Woman quarantined after return from South Korea tests negative for MERS
The woman put in quarantine isolation at a hospital in Taipei Saturday due to a fever she developed after returning from a trip to South Korea tested negative Sunday for Middle East Respiratory Syndrome (MERS), a deadly epidemic being rampant in the neighboring country.
The Taiwanese national walked herself to the Zhongxiao branch of Taipei City Hospital Saturday evening for medical treatment due to illness caused by fever, the Taipei City Department of Health said, noting that the woman was admitted to an isolation ward right after an influenza screening showed a negative result. She was soon then given a MERS test, and the result, which came out earlier Sunday, was negative as well, the department said.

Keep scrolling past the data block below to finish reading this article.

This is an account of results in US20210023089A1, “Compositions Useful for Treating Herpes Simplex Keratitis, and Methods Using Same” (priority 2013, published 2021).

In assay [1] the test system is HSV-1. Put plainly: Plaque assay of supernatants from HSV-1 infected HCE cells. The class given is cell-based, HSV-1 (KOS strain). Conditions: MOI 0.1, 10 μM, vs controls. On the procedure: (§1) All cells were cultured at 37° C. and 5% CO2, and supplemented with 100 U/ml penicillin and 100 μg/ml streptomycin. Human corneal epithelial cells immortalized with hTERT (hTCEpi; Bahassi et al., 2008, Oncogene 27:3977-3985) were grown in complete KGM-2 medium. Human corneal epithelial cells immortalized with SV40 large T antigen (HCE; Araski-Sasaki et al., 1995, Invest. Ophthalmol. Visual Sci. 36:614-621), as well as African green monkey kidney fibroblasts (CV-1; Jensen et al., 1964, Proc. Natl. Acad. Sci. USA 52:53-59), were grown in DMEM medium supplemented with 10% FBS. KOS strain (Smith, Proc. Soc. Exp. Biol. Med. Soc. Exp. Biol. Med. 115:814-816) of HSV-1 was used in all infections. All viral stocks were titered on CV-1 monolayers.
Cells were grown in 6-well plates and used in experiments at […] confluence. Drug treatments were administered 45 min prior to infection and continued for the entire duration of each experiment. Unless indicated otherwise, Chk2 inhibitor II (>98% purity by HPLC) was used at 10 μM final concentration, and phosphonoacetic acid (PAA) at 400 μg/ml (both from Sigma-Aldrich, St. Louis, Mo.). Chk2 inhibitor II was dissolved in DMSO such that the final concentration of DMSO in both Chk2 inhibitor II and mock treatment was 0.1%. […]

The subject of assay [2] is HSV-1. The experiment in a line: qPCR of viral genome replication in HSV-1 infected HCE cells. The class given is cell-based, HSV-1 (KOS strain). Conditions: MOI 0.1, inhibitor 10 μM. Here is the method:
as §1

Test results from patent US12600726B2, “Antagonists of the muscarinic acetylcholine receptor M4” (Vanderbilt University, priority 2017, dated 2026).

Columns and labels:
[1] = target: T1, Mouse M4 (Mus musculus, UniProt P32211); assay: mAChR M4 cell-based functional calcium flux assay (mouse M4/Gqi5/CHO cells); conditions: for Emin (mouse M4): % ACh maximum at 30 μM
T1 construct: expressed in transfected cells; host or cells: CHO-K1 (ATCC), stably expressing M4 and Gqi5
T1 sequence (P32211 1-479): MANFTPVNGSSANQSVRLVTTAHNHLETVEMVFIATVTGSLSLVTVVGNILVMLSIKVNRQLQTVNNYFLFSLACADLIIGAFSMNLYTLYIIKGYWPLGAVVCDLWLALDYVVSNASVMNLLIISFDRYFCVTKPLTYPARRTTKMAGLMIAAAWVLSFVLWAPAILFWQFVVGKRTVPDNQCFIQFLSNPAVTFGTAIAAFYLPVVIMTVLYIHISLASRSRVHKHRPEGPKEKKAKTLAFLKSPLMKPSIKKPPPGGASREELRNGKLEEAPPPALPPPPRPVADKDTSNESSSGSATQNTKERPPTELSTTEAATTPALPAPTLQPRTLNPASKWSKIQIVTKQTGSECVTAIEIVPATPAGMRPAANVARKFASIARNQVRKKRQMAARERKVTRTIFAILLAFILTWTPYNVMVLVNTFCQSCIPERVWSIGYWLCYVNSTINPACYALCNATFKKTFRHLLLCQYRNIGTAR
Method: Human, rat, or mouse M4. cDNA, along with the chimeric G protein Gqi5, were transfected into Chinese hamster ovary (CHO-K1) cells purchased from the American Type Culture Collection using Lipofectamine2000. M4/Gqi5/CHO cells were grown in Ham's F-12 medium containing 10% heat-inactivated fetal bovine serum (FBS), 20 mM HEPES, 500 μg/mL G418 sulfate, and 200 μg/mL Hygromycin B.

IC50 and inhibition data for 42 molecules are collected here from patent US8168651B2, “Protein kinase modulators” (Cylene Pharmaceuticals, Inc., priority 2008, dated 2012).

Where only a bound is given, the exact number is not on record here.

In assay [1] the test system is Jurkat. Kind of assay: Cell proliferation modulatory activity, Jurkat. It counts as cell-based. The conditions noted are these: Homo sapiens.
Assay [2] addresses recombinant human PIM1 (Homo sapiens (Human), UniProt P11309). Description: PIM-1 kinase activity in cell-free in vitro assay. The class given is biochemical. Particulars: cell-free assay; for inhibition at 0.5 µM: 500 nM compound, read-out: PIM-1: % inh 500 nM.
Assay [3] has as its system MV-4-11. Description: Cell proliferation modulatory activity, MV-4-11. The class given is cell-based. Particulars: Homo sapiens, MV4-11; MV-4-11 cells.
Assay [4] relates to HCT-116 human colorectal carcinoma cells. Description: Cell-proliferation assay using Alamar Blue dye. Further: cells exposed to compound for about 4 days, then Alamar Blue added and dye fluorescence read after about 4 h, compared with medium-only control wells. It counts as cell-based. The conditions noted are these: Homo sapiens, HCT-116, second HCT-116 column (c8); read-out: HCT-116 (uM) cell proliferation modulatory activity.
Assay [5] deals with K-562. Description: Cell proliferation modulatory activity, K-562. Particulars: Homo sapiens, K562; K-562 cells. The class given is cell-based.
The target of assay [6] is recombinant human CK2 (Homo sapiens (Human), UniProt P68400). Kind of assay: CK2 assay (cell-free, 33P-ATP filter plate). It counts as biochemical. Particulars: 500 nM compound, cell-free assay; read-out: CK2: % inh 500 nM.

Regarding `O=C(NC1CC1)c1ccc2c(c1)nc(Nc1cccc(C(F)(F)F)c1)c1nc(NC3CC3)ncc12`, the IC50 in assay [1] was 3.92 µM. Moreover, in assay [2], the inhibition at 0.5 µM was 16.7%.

The woman traveled to Seoul on June 9 for a six-hour whirlwind stay aimed at shopping, before heading to China via Kong Kong. She returned to Taiwan on Friday, according to the department.
South Korea governmental statistics indicate that the number of confirmed MERS-infected patients has reached 145 people in the country, 15 of whom have died and 120 are still being treated at hospitals.
Taiwan has issued a travel alert for South Korea, warning people to exercise caution during trips there and has advised travelers returning from MERS affected countries to seek medical attention if they develop symptoms such as a fever, cough or difficulty breathing.
MERS, which is caused by a novel coronavirus, affects the respiratory system, and most patients develop severe acute respiratory illness with symptoms of fever, cough and shortness of breath.